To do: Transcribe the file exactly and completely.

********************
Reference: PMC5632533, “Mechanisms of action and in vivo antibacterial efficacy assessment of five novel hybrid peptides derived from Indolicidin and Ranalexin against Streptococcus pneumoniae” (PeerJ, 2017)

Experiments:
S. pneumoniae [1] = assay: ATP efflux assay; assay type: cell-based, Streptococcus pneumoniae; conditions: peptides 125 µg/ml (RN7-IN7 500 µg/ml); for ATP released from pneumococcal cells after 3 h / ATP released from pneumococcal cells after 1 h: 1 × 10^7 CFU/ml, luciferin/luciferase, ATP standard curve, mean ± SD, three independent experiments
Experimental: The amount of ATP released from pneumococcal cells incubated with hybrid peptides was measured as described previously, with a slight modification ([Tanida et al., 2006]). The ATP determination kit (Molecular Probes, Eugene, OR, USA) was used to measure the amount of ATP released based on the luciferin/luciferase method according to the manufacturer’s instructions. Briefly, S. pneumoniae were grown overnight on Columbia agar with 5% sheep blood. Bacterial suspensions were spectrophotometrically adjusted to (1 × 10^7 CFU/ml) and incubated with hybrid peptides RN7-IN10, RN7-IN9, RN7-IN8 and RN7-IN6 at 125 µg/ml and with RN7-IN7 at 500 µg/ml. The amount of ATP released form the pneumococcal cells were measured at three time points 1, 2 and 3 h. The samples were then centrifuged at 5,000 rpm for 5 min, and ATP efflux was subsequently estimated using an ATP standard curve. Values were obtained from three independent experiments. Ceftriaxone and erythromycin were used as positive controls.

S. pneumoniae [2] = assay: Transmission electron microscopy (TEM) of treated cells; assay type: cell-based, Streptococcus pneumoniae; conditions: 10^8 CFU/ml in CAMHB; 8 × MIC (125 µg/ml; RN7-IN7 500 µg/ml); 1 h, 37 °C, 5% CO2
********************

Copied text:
Reference: PMC5632533, “Mechanisms of action and in vivo antibacterial efficacy assessment of five novel hybrid peptides derived from Indolicidin and Ranalexin against Streptococcus pneumoniae” (PeerJ, 2017)

Experiments:
S. pneumoniae [1] = assay: ATP efflux assay; assay type: cell-based, Streptococcus pneumoniae; conditions: peptides 125 µg/ml (RN7-IN7 500 µg/ml); for ATP released from pneumococcal cells after 3 h / ATP released from pneumococcal cells after 1 h: 1 × 10^7 CFU/ml, luciferin/luciferase, ATP standard curve, mean ± SD, three independent experiments
Experimental: The amount of ATP released from pneumococcal cells incubated with hybrid peptides was measured as described previously, with a slight modification ([Tanida et al., 2006]). The ATP determination kit (Molecular Probes, Eugene, OR, USA) was used to measure the amount of ATP released based on the luciferin/luciferase method according to the manufacturer’s instructions. Briefly, S. pneumoniae were grown overnight on Columbia agar with 5% sheep blood. Bacterial suspensions were spectrophotometrically adjusted to (1 × 10^7 CFU/ml) and incubated with hybrid peptides RN7-IN10, RN7-IN9, RN7-IN8 and RN7-IN6 at 125 µg/ml and with RN7-IN7 at 500 µg/ml. The amount of ATP released form the pneumococcal cells were measured at three time points 1, 2 and 3 h. The samples were then centrifuged at 5,000 rpm for 5 min, and ATP efflux was subsequently estimated using an ATP standard curve. Values were obtained from three independent experiments. Ceftriaxone and erythromycin were used as positive controls.

S. pneumoniae [2] = assay: Transmission electron microscopy (TEM) of treated cells; assay type: cell-based, Streptococcus pneumoniae; conditions: 10^8 CFU/ml in CAMHB; 8 × MIC (125 µg/ml; RN7-IN7 500 µg/ml); 1 h, 37 °C, 5% CO2